617 F2d 41 Sigmon v. A Califano
617 F.2d 41
Donald P. SIGMON, Appellant,
Joseph A. CALIFANO, Secretary of Health, Education &
United States Court of Appeals,
Argued Jan. 8, 1980.
Decided March 4, 1980.
John E. Hall, North Wilkesboro, N. C. (Michael R. Lyon, McElwee, Hall, McElwee & Cannon, North Wilkesboro, N. C., on brief), for appellant.
Wayne C. Alexander, Asst. U. S. Atty., Charlotte, N. C. (Harold M. Edwards, U. S. Atty., Asheville, N. C., on brief), for appellee.
Before HALL and PHILLIPS, Circuit Judges, and ROBERT J. STAKER, United States District Judge, sitting by designation.
Donald P. Sigmon appeals from the district court's affirmance of the final decision of the Secretary of Health, Education and Welfare terminating social security disability benefits to Sigmon as of June 30, 1973. Sigmon argues that work done by him in the summer of 1973 qualifies as "trial work" under 42 U.S.C. § 422(c) and should not have been considered in determining whether or when his disability ceased. We disagree and affirm.
This case was earlier remanded to the Secretary for a determination whether Sigmon's work in July, August and September of 1973 should be considered "trial work." If the work were found not so to qualify, we then said, the Secretary could "reaffirm his prior decision since we agree with the district court that it is supported by substantial evidence." Sigmon v. Califano, No. 77-2180, slip. op. at 3 (4th Cir. May 1, 1978) (unpublished). On remand, the Secretary concluded that the work did not qualify as trial work because of the limitation of § 422(c) in 20 C.F.R. § 404.1536(c), which provides that "such period shall not begin . . . before the month in which application is filed for such benefits . . . ." Sigmon did not file for disability benefits until March 20, 1974.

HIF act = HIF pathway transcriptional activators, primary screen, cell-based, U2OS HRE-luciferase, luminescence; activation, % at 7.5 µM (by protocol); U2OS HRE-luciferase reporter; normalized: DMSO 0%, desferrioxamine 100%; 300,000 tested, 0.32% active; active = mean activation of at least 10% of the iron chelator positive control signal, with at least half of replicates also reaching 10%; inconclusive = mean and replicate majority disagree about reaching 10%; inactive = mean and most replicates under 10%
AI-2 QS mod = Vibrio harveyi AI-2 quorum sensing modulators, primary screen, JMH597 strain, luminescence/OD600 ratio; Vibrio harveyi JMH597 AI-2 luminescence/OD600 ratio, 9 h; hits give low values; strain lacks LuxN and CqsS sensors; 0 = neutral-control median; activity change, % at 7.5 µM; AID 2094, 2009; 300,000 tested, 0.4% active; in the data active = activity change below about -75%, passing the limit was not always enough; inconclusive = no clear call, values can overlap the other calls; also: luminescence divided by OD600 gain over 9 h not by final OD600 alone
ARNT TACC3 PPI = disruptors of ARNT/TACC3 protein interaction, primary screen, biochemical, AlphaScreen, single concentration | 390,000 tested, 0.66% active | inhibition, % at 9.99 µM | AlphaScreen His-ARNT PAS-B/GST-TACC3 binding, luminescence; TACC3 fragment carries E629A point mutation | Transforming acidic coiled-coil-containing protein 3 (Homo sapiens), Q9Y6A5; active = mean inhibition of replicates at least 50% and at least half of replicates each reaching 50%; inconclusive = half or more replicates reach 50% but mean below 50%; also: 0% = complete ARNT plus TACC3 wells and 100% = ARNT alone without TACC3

Sigmon now argues that this limitation of trial work in § 404.1536(c) cannot be applied as it is in conflict with § 422(c). We agree with the district court that while § 404.1536(c) limits the application of § 422(c), it does not conflict with it.
The general rule is one amply supported by common sense: the Secretary can consider work done by the claimant after the alleged onset of disability as tending to show that the claimant was not then disabled. Brown v. Weinberger, 385 F.Supp. 780 (E.D.Mo.1974) aff'd per curiam, 520 F.2d 1010 (8th Cir. 1975). The exception to this rule contained in § 422(c) is to encourage persons whose statutory disability is in issue to try to rehabilitate themselves so that they may again engage in gainful activity. The "trial work" provision assures them that they may attempt to return to work without prejudicing determination of their period of statutory disability. But § 404.1536(c) contemplates that the trial work effort shall be one undertaken with knowledge of the Secretary so that, among other things, its bona fides and rehabilitative purpose may be monitored. This of course can only be assured after the Secretary is made aware of the existence of a claim for benefits. This is the purpose of § 404.1536(c) and we think it a valid limitation that lies well within the statutory purpose of § 422(c).
It is apparent that Sigmon's return to his previous job months before he filed for disability benefits was not part of any formally approved rehabilitation program such as is contemplated by the statute and by the regulation. We do not believe that the Secretary's consideration of this work in determining Sigmon's continuing disability violates the mandate of § 422(c).
Accordingly, we affirm.